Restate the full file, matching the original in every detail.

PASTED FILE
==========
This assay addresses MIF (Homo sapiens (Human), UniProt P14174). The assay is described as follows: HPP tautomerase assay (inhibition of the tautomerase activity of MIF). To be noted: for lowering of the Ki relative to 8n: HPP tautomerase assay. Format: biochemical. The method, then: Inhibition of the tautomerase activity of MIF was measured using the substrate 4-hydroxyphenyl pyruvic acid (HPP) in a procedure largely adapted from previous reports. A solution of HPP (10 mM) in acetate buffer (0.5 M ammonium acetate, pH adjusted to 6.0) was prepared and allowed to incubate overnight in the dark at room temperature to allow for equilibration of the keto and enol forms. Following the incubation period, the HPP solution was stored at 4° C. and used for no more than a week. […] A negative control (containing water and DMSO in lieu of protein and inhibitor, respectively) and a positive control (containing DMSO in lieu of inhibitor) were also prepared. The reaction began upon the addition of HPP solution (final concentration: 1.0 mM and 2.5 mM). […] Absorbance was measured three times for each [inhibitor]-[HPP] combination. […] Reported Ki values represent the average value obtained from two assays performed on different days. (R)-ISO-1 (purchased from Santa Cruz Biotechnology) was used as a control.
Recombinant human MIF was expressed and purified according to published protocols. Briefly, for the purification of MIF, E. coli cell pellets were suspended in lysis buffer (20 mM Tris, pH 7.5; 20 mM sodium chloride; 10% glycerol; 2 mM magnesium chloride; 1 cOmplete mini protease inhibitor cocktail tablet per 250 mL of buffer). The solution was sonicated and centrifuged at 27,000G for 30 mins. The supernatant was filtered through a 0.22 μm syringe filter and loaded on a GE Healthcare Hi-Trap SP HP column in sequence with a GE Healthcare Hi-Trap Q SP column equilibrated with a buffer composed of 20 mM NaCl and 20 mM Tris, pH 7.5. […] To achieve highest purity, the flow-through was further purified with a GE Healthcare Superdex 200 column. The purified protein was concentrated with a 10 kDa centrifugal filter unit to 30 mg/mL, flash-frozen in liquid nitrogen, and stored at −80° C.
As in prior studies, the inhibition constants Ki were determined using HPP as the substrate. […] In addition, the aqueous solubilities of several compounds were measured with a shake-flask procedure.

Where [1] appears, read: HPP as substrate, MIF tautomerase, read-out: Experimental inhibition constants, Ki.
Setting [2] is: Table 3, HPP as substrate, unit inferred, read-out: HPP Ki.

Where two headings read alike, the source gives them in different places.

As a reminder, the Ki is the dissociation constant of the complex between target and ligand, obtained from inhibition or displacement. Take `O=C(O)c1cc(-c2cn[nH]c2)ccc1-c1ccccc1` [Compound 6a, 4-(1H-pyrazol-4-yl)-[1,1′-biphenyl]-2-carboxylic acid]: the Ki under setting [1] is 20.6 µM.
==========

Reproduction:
This assay addresses MIF (Homo sapiens (Human), UniProt P14174). The assay is described as follows: HPP tautomerase assay (inhibition of the tautomerase activity of MIF). To be noted: for lowering of the Ki relative to 8n: HPP tautomerase assay. Format: biochemical. The method, then: Inhibition of the tautomerase activity of MIF was measured using the substrate 4-hydroxyphenyl pyruvic acid (HPP) in a procedure largely adapted from previous reports. A solution of HPP (10 mM) in acetate buffer (0.5 M ammonium acetate, pH adjusted to 6.0) was prepared and allowed to incubate overnight in the dark at room temperature to allow for equilibration of the keto and enol forms. Following the incubation period, the HPP solution was stored at 4° C. and used for no more than a week. […] A negative control (containing water and DMSO in lieu of protein and inhibitor, respectively) and a positive control (containing DMSO in lieu of inhibitor) were also prepared. The reaction began upon the addition of HPP solution (final concentration: 1.0 mM and 2.5 mM). […] Absorbance was measured three times for each [inhibitor]-[HPP] combination. […] Reported Ki values represent the average value obtained from two assays performed on different days. (R)-ISO-1 (purchased from Santa Cruz Biotechnology) was used as a control.
Recombinant human MIF was expressed and purified according to published protocols. Briefly, for the purification of MIF, E. coli cell pellets were suspended in lysis buffer (20 mM Tris, pH 7.5; 20 mM sodium chloride; 10% glycerol; 2 mM magnesium chloride; 1 cOmplete mini protease inhibitor cocktail tablet per 250 mL of buffer). The solution was sonicated and centrifuged at 27,000G for 30 mins. The supernatant was filtered through a 0.22 μm syringe filter and loaded on a GE Healthcare Hi-Trap SP HP column in sequence with a GE Healthcare Hi-Trap Q SP column equilibrated with a buffer composed of 20 mM NaCl and 20 mM Tris, pH 7.5. […] To achieve highest purity, the flow-through was further purified with a GE Healthcare Superdex 200 column. The purified protein was concentrated with a 10 kDa centrifugal filter unit to 30 mg/mL, flash-frozen in liquid nitrogen, and stored at −80° C.
As in prior studies, the inhibition constants Ki were determined using HPP as the substrate. […] In addition, the aqueous solubilities of several compounds were measured with a shake-flask procedure.

Where [1] appears, read: HPP as substrate, MIF tautomerase, read-out: Experimental inhibition constants, Ki.
Setting [2] is: Table 3, HPP as substrate, unit inferred, read-out: HPP Ki.

Where two headings read alike, the source gives them in different places.

As a reminder, the Ki is the dissociation constant of the complex between target and ligand, obtained from inhibition or displacement. Take `O=C(O)c1cc(-c2cn[nH]c2)ccc1-c1ccccc1` [Compound 6a, 4-(1H-pyrazol-4-yl)-[1,1′-biphenyl]-2-carboxylic acid]: the Ki under setting [1] is 20.6 µM.